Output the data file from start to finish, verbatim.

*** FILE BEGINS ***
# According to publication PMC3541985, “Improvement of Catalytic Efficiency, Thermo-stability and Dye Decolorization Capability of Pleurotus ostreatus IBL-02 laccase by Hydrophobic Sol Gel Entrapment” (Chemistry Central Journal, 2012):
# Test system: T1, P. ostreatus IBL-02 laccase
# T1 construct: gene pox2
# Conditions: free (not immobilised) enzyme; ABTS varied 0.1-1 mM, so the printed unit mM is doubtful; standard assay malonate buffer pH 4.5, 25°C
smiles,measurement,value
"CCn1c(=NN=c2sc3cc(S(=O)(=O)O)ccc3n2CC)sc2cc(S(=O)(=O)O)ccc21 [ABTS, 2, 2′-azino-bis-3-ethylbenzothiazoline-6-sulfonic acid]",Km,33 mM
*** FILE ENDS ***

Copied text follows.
# According to publication PMC3541985, “Improvement of Catalytic Efficiency, Thermo-stability and Dye Decolorization Capability of Pleurotus ostreatus IBL-02 laccase by Hydrophobic Sol Gel Entrapment” (Chemistry Central Journal, 2012):
# Test system: T1, P. ostreatus IBL-02 laccase
# T1 construct: gene pox2
# Conditions: free (not immobilised) enzyme; ABTS varied 0.1-1 mM, so the printed unit mM is doubtful; standard assay malonate buffer pH 4.5, 25°C
smiles,measurement,value
"CCn1c(=NN=c2sc3cc(S(=O)(=O)O)ccc3n2CC)sc2cc(S(=O)(=O)O)ccc21 [ABTS, 2, 2′-azino-bis-3-ethylbenzothiazoline-6-sulfonic acid]",Km,33 mM